Xinyao Kong

Xinyao Kong (孔馨瑶)

PhD candidate in Marketing
The University of Chicago Booth School of Business

Email: xinyao.kong[at]

Hi! I’m a PhD candidate in Quantitative Marketing at Chicago Booth. I am on the academic job market for 2022-2023.

Curriculum Vitae

Research Interests
Dynamic decision-making, consumer finance, brands and branding, non-parametric methods


“Do ‘Made in USA’ Claims Matter?,”
with Anita Rao, Marketing Science 40(4):731-764, 2021.


Firms often display product information on their front-of-package labels with some firms going as far as to make deceptive claims. We study the impact of the “Made in USA” claim—a disclosure not legally required on consumer-packaged goods and yet a claim highlighted by many firms, sometimes deceptively—on consumer demand. Leveraging the Federal Trade Commission’s investigation of four brands that resulted in removal of the claim from product packages, we study the impact such removal had on sales. We find a decline in demand following the removal of the “Made in USA” claim. Second, to ensure complete exogenous variation, we conduct a field experiment on eBay, on which we run more than 900 auctions, varying only whether a product contains this country-of-origin information. We find that, although products with the “Made in USA” claim have a slightly higher chance of drawing a zero valuation, such products obtain a 44% higher willingness-to-pay conditional on a positive valuation. However, this increased valuation is insufficient to economically justify firm relocation efforts. Auction transaction prices, on the other hand, are significantly and 28% higher with the claim, suggesting resellers and auctioneers have incentives to display the claim. The experiments alongside observational data allow us to rationalize firms’ incentives in making deceptive country-of-origin claims.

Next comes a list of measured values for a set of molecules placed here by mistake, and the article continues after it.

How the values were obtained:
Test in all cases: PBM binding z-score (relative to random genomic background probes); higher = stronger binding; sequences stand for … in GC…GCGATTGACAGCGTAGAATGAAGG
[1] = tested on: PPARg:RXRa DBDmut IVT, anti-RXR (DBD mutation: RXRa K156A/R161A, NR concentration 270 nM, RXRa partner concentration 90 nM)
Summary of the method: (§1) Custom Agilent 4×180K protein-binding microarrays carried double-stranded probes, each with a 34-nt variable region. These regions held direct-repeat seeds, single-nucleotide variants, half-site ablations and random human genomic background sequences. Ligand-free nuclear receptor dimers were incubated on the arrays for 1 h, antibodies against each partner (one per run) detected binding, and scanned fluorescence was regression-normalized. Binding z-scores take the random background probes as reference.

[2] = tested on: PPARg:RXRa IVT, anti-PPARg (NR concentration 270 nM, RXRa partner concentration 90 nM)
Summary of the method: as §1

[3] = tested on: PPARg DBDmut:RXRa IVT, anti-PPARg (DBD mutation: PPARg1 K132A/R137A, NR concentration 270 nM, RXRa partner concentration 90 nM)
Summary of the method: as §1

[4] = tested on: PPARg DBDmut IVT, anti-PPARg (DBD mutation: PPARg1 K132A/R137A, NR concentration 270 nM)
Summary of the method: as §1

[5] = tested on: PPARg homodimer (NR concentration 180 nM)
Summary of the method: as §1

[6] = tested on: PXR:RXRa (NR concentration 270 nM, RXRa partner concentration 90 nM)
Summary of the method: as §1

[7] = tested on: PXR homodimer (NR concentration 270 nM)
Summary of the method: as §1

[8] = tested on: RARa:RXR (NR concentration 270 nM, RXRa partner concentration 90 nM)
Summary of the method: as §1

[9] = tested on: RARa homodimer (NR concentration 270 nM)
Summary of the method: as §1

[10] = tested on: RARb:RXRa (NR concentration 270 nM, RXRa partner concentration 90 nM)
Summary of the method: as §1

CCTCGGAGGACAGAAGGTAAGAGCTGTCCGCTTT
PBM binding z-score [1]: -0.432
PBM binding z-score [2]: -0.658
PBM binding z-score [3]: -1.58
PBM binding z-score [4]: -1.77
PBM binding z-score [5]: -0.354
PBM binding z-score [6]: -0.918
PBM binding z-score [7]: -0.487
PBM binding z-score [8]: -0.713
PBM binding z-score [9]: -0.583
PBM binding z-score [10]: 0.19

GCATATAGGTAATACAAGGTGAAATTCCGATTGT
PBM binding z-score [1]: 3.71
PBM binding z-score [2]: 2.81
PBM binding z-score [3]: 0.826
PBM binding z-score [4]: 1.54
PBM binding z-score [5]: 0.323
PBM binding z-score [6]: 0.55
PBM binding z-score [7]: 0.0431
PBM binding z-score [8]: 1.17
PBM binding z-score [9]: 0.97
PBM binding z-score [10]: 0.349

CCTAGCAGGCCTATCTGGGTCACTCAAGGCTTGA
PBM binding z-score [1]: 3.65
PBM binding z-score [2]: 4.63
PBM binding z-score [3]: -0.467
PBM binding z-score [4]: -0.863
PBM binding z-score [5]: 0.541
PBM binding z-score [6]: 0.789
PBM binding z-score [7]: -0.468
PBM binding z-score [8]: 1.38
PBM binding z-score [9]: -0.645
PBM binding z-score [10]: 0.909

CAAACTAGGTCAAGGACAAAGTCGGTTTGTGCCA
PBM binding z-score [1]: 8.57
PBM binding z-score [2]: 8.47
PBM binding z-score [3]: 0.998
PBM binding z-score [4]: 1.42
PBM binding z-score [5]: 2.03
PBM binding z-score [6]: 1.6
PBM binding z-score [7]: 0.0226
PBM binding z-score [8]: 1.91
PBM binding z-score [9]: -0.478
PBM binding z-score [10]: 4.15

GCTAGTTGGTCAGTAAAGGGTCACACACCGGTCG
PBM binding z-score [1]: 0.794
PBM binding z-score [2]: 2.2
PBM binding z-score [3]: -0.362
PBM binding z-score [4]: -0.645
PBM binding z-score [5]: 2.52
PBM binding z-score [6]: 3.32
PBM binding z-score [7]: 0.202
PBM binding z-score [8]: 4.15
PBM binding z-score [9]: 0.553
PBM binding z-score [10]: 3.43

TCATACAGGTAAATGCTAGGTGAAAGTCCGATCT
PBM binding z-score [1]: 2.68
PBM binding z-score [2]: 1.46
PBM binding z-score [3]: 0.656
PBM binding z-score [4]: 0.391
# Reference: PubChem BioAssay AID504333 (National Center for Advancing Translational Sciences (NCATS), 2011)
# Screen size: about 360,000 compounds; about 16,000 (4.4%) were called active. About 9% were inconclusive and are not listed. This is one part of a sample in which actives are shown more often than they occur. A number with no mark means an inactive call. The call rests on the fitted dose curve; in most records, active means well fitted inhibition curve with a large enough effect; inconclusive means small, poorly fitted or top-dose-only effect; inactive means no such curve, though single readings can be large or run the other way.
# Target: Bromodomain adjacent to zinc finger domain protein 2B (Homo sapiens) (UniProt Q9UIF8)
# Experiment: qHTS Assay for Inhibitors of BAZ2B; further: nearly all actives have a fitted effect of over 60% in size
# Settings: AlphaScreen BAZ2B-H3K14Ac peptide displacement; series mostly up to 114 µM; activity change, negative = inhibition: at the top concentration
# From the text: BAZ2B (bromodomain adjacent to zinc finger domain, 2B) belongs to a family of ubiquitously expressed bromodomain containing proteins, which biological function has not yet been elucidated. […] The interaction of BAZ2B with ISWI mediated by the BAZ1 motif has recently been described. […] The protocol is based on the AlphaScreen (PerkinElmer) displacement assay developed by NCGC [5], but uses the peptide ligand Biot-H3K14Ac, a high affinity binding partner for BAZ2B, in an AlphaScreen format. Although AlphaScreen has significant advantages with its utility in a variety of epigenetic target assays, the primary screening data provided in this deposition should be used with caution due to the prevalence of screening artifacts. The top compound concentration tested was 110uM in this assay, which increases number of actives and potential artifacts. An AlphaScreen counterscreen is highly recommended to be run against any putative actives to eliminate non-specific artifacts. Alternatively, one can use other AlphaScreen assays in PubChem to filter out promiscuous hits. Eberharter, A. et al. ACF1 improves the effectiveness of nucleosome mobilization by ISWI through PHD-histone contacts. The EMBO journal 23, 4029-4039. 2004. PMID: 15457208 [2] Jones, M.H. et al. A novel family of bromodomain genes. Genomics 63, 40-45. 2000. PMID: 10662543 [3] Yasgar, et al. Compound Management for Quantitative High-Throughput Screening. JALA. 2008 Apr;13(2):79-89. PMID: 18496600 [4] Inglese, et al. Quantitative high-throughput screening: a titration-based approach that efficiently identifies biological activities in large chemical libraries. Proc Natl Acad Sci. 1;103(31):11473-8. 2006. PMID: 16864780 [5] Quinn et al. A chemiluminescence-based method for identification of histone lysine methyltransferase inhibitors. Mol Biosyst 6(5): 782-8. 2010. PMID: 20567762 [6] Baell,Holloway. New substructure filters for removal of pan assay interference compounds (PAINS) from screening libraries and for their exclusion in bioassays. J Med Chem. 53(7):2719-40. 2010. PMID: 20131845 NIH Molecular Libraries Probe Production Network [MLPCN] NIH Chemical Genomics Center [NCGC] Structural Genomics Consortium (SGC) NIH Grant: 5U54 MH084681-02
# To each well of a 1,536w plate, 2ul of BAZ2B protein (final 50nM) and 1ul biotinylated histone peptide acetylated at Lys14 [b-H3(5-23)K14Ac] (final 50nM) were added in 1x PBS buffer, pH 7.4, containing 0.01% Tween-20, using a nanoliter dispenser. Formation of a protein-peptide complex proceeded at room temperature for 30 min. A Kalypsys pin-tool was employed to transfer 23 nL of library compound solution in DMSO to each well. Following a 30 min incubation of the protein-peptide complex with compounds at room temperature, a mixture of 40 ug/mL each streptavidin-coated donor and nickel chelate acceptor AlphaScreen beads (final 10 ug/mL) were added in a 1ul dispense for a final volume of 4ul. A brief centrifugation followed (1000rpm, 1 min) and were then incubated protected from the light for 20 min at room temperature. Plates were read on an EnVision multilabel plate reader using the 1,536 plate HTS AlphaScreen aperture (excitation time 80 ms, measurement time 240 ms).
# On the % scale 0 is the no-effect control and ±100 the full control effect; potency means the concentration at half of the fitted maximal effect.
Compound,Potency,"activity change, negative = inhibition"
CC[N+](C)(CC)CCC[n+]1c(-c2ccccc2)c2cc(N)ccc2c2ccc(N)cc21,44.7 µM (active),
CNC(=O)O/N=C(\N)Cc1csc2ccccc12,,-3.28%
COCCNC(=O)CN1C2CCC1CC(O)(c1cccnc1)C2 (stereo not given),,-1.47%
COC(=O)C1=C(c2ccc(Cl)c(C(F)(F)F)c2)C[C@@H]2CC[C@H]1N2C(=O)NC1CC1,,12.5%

Working Papers

“Heterogeneous Consumer Dynamics and the Financing Gap”
(Job Market Paper)


This paper studies heterogeneity in consumer myopia and its role in creating a gap in financing cost across consumers in consumer credit markets. Using a unique data set of the US automobile and auto loan market, I find that consumers in lower income quartile tend to pay more for auto financing. In particular, they are less likely to accelerate car purchases with an interest rate hike in sight, acting as more myopic agents. I build a structural model to test and quantify the extent to which this financing gap arises from myopia, as opposed to differences in price sensitivities and automobile preferences. I find that consumers are considerably more myopic than would be implied by real rate of interest, and socio-economically disadvantaged consumers are more myopic and more price sensitive. A decomposition analysis quantifies the amount myopia contributes to the predicted financing gap. Counterfactual analysis further shows that strategic dealers may exacerbate the financing gap by gaining market power from more myopic consumers.

“Non-parametric Estimation of Habitual Brand Loyalty,”
with Jean-Pierre Dubé and Øystein Daljord


Testing for and measuring habitual brand loyalty (HBL) is one of the classic questions in quantitative marketing. We propose a nonparametric test for HBL using a “dynamic potential outcomes” model that resolves the classic identification challenge of decoupling state dependence and unobserved heterogeneity. We then propose a semi-parametric test for forward-looking behavior to assess whether consumers rationally plan their HBL. Case studies of several large consumer packaged goods categories reveal a non-trivial extent of HBL in consumers’ brand choices. Semi-parametric evidence for forward-looking consumer behavior strongly rejects the myopic discrete-choice model in favor of the dynamic discrete-choice model with a freely-varying discount factor. However, consumers are found to be considerably more impatient than would be implied by the real rate of interest. Nevertheless, the long-run price elasticities from a dynamic discrete-choice model are found to be larger in magnitude than those from a model with myopic choices.

Work in Progress

“Stock-piling and the Discount Function,”
with Jean-Pierre Dubé, Øystein Daljord, and Vanessa Alwan

“The Impact of Caloric Deficit on Consumer Shopping Behavior,”
with Ali Goli and Pradeep Chintagunta


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